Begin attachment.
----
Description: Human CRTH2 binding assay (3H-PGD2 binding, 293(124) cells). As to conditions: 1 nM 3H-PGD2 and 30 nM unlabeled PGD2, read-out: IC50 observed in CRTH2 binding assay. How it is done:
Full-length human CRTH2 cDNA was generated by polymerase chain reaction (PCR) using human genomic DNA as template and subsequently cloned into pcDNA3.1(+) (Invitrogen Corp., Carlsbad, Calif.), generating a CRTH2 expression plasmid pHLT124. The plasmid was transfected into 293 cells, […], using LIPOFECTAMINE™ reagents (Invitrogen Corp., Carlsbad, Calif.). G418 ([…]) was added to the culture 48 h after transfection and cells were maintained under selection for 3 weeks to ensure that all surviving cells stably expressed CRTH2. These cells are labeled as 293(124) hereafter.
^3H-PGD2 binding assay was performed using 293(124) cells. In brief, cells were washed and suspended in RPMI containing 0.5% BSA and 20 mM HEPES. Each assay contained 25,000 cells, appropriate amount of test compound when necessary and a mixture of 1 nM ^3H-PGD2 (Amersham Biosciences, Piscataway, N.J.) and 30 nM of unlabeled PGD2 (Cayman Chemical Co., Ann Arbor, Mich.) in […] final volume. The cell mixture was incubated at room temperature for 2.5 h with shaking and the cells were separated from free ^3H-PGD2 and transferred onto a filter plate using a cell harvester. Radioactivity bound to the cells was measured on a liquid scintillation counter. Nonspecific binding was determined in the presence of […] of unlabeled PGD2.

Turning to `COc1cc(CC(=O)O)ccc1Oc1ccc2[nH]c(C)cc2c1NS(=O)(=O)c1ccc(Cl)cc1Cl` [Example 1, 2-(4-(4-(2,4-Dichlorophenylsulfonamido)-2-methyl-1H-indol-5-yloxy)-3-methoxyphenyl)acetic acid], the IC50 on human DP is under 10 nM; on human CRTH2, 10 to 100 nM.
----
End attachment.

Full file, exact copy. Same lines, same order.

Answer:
Description: Human CRTH2 binding assay (3H-PGD2 binding, 293(124) cells). As to conditions: 1 nM 3H-PGD2 and 30 nM unlabeled PGD2, read-out: IC50 observed in CRTH2 binding assay. How it is done:
Full-length human CRTH2 cDNA was generated by polymerase chain reaction (PCR) using human genomic DNA as template and subsequently cloned into pcDNA3.1(+) (Invitrogen Corp., Carlsbad, Calif.), generating a CRTH2 expression plasmid pHLT124. The plasmid was transfected into 293 cells, […], using LIPOFECTAMINE™ reagents (Invitrogen Corp., Carlsbad, Calif.). G418 ([…]) was added to the culture 48 h after transfection and cells were maintained under selection for 3 weeks to ensure that all surviving cells stably expressed CRTH2. These cells are labeled as 293(124) hereafter.
^3H-PGD2 binding assay was performed using 293(124) cells. In brief, cells were washed and suspended in RPMI containing 0.5% BSA and 20 mM HEPES. Each assay contained 25,000 cells, appropriate amount of test compound when necessary and a mixture of 1 nM ^3H-PGD2 (Amersham Biosciences, Piscataway, N.J.) and 30 nM of unlabeled PGD2 (Cayman Chemical Co., Ann Arbor, Mich.) in […] final volume. The cell mixture was incubated at room temperature for 2.5 h with shaking and the cells were separated from free ^3H-PGD2 and transferred onto a filter plate using a cell harvester. Radioactivity bound to the cells was measured on a liquid scintillation counter. Nonspecific binding was determined in the presence of […] of unlabeled PGD2.

Turning to `COc1cc(CC(=O)O)ccc1Oc1ccc2[nH]c(C)cc2c1NS(=O)(=O)c1ccc(Cl)cc1Cl` [Example 1, 2-(4-(4-(2,4-Dichlorophenylsulfonamido)-2-methyl-1H-indol-5-yloxy)-3-methoxyphenyl)acetic acid], the IC50 on human DP is under 10 nM; on human CRTH2, 10 to 100 nM.